How are caseworkers and social workers experiencing and working to better understand racial bias and disparities in child welfare? What are families and recipients of services saying? How can we all support critical services such as child protection while sharing in the effort to shape healthier communities? Now is the time to seek a deeper knowledge of what is and has been happening and why. We’ve been compiling research and resources to gain a shared understanding to work from.
“Those of us who were drawn to the child welfare system to protect children need to set aside our intentions and beliefs and look fully at the impact of racism on the children and families that we are serving. … If our intent is truly to serve and protect children, then we must unflinchingly examine the harm that the system causes and change it.”
– Cathy Krebs, director of the American Bar Association’s Children’s Rights Litigation Committee in The Imprint’s “It's Not Enough to Mean Well”
Like many others in child welfare (and across the entire human services spectrum), I’ve been dedicating a lot of time lately toward reading, researching, and having conversations with colleagues about racial bias and disproportionality in the system.
There’s no denying that a problem exists and now is the time for change. As a result, many technology providers, industry leaders, policymakers, and decision-makers are inclined to jump straight into action. However, I firmly believe we need to fully understand and appreciate what is and has been happening and why before we can try to apply new technology, processes, or policy to solve it.
Now is the time for all of us to simply listen. How are caseworkers and social workers experiencing and explaining these disparities? What are families and recipients of services saying? What about former staff who have left the field out of a desire to not contribute to the harm it is causing?
This isn’t a policy thing. This isn’t a procedure thing. It’s a people thing.
To that end, we’ve been compiling some resources to educate ourselves and our teams. We’re sharing a few here for anyone looking to do the same in hopes that together, we can shape healthier, more equitable communities. (PS: I am always looking to learn and experience more. If you have additional resources, I’d enjoy receiving your recommendations.)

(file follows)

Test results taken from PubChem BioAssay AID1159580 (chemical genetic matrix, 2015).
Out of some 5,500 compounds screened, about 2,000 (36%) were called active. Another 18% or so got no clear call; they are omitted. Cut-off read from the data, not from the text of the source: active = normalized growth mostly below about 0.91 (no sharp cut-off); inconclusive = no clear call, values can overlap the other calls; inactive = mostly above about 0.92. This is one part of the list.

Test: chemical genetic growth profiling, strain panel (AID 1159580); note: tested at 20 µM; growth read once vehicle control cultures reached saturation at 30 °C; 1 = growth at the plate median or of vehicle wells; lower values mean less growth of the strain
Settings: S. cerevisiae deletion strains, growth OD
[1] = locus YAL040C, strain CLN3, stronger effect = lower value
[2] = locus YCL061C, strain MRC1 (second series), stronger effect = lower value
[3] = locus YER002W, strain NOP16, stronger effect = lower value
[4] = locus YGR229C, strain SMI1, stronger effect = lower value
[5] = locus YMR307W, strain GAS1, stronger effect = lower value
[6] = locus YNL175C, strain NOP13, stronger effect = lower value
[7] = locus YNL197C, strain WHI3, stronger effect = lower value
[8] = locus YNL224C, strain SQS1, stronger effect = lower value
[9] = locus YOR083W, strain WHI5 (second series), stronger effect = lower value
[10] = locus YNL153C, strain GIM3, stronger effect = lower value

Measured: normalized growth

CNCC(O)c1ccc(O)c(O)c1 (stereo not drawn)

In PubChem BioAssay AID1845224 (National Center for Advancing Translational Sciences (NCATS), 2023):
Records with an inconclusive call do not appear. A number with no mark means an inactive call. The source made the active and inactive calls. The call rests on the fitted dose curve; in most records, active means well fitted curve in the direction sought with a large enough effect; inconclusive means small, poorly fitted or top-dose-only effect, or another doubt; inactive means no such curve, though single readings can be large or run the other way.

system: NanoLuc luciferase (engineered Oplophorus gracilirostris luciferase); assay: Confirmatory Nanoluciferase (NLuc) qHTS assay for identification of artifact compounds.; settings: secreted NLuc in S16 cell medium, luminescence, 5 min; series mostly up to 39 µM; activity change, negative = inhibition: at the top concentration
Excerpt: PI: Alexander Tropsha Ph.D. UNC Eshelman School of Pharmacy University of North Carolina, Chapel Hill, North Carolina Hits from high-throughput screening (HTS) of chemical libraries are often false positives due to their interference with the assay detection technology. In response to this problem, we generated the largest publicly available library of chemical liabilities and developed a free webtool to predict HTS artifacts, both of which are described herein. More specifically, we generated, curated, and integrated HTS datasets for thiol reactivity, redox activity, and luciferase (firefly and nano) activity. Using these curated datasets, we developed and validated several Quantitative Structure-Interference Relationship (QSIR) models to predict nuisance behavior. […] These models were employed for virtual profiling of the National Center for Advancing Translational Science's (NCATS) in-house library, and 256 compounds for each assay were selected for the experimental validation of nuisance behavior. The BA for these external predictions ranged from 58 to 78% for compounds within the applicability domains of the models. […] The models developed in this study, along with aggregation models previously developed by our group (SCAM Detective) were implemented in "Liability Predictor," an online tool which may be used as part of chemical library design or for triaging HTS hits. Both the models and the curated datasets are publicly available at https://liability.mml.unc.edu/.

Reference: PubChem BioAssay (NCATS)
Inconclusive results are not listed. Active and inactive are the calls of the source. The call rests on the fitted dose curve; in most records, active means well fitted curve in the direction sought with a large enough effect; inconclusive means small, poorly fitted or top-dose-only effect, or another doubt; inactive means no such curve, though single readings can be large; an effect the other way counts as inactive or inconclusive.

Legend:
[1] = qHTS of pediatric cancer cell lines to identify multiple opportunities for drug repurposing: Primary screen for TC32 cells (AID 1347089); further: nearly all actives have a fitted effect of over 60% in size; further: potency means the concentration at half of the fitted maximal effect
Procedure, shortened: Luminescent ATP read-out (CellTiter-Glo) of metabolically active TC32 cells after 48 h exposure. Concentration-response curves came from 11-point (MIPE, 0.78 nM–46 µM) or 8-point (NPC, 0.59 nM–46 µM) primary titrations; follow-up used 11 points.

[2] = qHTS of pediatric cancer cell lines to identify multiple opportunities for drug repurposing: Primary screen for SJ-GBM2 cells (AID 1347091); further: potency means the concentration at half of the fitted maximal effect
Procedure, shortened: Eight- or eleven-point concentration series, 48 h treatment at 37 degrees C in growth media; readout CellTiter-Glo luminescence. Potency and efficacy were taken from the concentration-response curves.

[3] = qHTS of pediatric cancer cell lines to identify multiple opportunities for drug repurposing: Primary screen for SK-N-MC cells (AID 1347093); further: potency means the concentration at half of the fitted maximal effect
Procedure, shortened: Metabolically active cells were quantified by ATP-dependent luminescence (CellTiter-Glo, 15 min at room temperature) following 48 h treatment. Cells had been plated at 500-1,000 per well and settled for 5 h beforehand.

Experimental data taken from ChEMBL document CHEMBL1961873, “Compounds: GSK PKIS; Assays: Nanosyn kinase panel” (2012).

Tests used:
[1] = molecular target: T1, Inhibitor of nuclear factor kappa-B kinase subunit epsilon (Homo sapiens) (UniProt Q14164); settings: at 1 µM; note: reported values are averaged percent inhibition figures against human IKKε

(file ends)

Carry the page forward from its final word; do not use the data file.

- The Moment is Now [Children’s Bureau Express]—CBX published a special edition that shares various perspectives and challenges all sectors and organizations to embark on a mission to enable families of all backgrounds, incomes, races, and creeds to achieve their full potential.
- Racial Disproportionality and Disparity in Child Welfare [Child Welfare Information Gateway]—Issue brief exploring the prevalence of racial disproportionality and disparity in child welfare and describing strategies to assist leaders tasked with addressing these issues in general and at specific decision points in the process.
- White Privilege in Child Welfare: What Racism Looks Like [The Imprint]—This column provides actionable suggestions to deconstruct child welfare to remove any indication of racism from vulnerable children’s lives.
- Moving Forward Together [Center for the Study of Social Policy]—CSSP published this narrative that explores lessons learned throughout their ongoing journey toward becoming an anti-racist, equity-centered organization. (CSSP has also published a glossary of key equity terms and concepts that’s worth referencing.)
- Race Equity Crosswalk Tool [Annie E. Casey Foundation]—A grid designed to bring attention to blind spots that may be keeping child welfare leaders from truly seeing the root causes of racial and/or ethnic disparities, paired with an action plan to guide the development and implementation of robust strategies to close equity gaps.
- Addressing Bias in Delinquency and Child Welfare Systems [National Juvenile Defender Center]—Offers key considerations and questions to reform policies and practices that drive bias, structural racism, and the over-representation of children and families of color in juvenile and family courts.
- Promoting Racial Equity Through Workforce and Organizational Actions [NCWWI]—Infographic summarizing key points about racial equity in child welfare and providing strategies to help organizations work toward it. (Pro tip: NCWWI curates all of their racial equity resources here—including tools, guides, assessments, and more. They also have a helpful Racial Equity Discussion Guide to bookmark.)
- Reducing Racial Disparity and Disproportionality in Child Welfare: Programs [The California Evidence-Based Clearinghouse]—Highlights specific programs, such as Family Group Decision Making or Structured Decision Making, that work to reduce disparity at various stages in the child welfare system.
- Barriers to Social Services Fuel Racial Inequity [Government Technology]—Calls for systemic change and explores the role technology plays in impeding or improving these efforts.
- 5 Questions That Incorporate Racial Equity into Public Policy [GovLoop]—Contributed article posing key questions that decision-makers should consider to ensure policies can be equitably enforced based on how specific minority groups and populations will be affected.